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Retracing the Paths of My Uncles part 5

Discussion in 'Philosophical Musings' started by cincibuck, May 20, 2017.

  1. cincibuck

    cincibuck You kids stay off my lawn!

    After an all day drive, I'm in the Eifel, a beautiful part of Germany, Luxembourg, Belgium and France. It's very hilly - not unlike the Hocking Hills area of Ohio.

    This is where the three brothers will all be setting up, waiting for the big push into Germany itself. Bobby's 59th Armored Artillery rests and refits in Metz - close to where I am now - having chased what was left of the German army in France back to the German border. Uncle Ray's 99th Infantry Division has landed at Le Havre in early November and trucked up to Aubel, Belgium, less than 50 miles from Aachen, Germany. Uncle Cliff's 75th Division has finished their training in Wales and arrived in Le Havre, shipped up the River Seine to Rouen, and then trucked up to Belgium, arriving on December13 to a reserve location in Yvetot, Belgium.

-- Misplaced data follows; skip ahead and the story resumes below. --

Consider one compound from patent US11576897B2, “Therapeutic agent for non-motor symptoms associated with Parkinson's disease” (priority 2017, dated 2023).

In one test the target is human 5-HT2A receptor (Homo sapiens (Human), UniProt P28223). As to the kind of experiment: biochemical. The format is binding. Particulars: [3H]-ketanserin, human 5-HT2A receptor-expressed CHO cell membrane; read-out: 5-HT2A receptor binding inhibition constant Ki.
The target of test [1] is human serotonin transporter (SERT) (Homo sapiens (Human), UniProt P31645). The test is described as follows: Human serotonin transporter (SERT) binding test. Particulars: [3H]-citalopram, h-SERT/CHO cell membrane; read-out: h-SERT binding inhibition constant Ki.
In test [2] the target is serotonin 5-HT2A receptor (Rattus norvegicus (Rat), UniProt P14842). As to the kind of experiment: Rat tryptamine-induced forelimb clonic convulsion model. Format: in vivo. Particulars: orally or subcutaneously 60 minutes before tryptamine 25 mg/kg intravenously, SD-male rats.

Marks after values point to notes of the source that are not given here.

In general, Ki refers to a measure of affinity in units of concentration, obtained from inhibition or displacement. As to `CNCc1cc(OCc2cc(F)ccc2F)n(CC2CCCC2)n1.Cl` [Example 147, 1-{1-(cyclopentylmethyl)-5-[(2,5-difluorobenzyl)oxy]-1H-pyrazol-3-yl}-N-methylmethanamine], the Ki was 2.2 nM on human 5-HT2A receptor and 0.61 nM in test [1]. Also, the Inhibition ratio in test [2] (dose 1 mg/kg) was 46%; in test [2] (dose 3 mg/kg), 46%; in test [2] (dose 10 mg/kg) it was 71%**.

There are now three main American armies in the field and more are being formed as more units pour into France and are shipped north - an Army being two or more corps in strength, a corp being two or more divisions, each division being 16 thousand in strength. Behind each man actually holding a rifle, manning artillery or a tank are 8 to 10 more men and women who who feed, resupply, monitor and control, provide medical care etc, and who need to be fed and sheltered as well.

    It's a logistical nightmare, and not to diminish the accomplishments of those who actually bore the arms, it is the ability of the American defense system to get them where they were needed and sustain them that wins the war.

    The system has been strained at times. Indeed, Patton has twice had to reign in his advances because of a lack of fuel. His situation, and temperament, have not been eased by Eisenhower giving extra fuel to Montgomery for the ill advised and ill managed Operation Market Garden in Holland.

    My uncle's units sit and wait. Winter is setting in. The failure to close the gap at Falais has Patton and Montgomery at each other's throats. It's Christmas time and veterans units such as the First Infantry, 101st and 82nd Airborne, 4th Infantry, First, Second and Third Armor, units that have borne the brunt of the fighting from Morocco, to Italy, to France, feel like it's time for them to relax a bit and let the new kids do some of the fighting. My uncles told me they were focused on home and Christmas.


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